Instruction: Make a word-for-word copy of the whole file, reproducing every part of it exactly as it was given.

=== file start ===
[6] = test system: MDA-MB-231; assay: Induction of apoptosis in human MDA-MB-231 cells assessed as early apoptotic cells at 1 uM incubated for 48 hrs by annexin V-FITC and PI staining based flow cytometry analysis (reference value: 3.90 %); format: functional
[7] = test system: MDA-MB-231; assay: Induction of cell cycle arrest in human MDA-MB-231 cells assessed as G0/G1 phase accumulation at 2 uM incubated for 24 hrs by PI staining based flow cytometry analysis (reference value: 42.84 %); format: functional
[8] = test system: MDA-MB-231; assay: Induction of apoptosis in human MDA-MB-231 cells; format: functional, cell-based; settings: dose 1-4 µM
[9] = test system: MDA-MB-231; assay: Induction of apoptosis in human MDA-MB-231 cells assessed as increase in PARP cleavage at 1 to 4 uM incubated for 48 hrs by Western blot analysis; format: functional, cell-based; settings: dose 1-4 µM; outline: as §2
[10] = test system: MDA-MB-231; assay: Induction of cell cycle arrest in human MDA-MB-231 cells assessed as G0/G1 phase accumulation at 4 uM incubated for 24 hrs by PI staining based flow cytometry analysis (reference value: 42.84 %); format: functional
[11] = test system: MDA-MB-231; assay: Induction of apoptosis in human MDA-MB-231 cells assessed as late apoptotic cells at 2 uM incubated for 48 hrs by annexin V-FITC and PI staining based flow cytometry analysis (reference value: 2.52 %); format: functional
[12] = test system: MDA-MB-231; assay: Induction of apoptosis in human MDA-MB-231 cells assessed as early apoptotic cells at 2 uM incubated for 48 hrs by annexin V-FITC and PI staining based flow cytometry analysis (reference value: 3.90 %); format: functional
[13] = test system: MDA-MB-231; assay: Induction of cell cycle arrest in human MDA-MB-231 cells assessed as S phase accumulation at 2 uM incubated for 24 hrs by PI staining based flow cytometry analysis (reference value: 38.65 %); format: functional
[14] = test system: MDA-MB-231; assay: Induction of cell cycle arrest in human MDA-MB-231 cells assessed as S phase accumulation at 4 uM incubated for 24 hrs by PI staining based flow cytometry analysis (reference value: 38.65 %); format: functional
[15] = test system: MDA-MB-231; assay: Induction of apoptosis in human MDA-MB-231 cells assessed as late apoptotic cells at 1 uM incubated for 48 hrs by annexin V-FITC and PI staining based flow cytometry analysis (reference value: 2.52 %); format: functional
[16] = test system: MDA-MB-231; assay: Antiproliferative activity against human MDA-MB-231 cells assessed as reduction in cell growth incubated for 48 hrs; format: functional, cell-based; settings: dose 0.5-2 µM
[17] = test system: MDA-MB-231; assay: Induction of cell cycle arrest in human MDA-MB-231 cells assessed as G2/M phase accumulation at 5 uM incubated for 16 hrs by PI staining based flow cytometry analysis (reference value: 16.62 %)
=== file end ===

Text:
[6] = test system: MDA-MB-231; assay: Induction of apoptosis in human MDA-MB-231 cells assessed as early apoptotic cells at 1 uM incubated for 48 hrs by annexin V-FITC and PI staining based flow cytometry analysis (reference value: 3.90 %); format: functional
[7] = test system: MDA-MB-231; assay: Induction of cell cycle arrest in human MDA-MB-231 cells assessed as G0/G1 phase accumulation at 2 uM incubated for 24 hrs by PI staining based flow cytometry analysis (reference value: 42.84 %); format: functional
[8] = test system: MDA-MB-231; assay: Induction of apoptosis in human MDA-MB-231 cells; format: functional, cell-based; settings: dose 1-4 µM
[9] = test system: MDA-MB-231; assay: Induction of apoptosis in human MDA-MB-231 cells assessed as increase in PARP cleavage at 1 to 4 uM incubated for 48 hrs by Western blot analysis; format: functional, cell-based; settings: dose 1-4 µM; outline: as §2
[10] = test system: MDA-MB-231; assay: Induction of cell cycle arrest in human MDA-MB-231 cells assessed as G0/G1 phase accumulation at 4 uM incubated for 24 hrs by PI staining based flow cytometry analysis (reference value: 42.84 %); format: functional
[11] = test system: MDA-MB-231; assay: Induction of apoptosis in human MDA-MB-231 cells assessed as late apoptotic cells at 2 uM incubated for 48 hrs by annexin V-FITC and PI staining based flow cytometry analysis (reference value: 2.52 %); format: functional
[12] = test system: MDA-MB-231; assay: Induction of apoptosis in human MDA-MB-231 cells assessed as early apoptotic cells at 2 uM incubated for 48 hrs by annexin V-FITC and PI staining based flow cytometry analysis (reference value: 3.90 %); format: functional
[13] = test system: MDA-MB-231; assay: Induction of cell cycle arrest in human MDA-MB-231 cells assessed as S phase accumulation at 2 uM incubated for 24 hrs by PI staining based flow cytometry analysis (reference value: 38.65 %); format: functional
[14] = test system: MDA-MB-231; assay: Induction of cell cycle arrest in human MDA-MB-231 cells assessed as S phase accumulation at 4 uM incubated for 24 hrs by PI staining based flow cytometry analysis (reference value: 38.65 %); format: functional
[15] = test system: MDA-MB-231; assay: Induction of apoptosis in human MDA-MB-231 cells assessed as late apoptotic cells at 1 uM incubated for 48 hrs by annexin V-FITC and PI staining based flow cytometry analysis (reference value: 2.52 %); format: functional
[16] = test system: MDA-MB-231; assay: Antiproliferative activity against human MDA-MB-231 cells assessed as reduction in cell growth incubated for 48 hrs; format: functional, cell-based; settings: dose 0.5-2 µM
[17] = test system: MDA-MB-231; assay: Induction of cell cycle arrest in human MDA-MB-231 cells assessed as G2/M phase accumulation at 5 uM incubated for 16 hrs by PI staining based flow cytometry analysis (reference value: 16.62 %)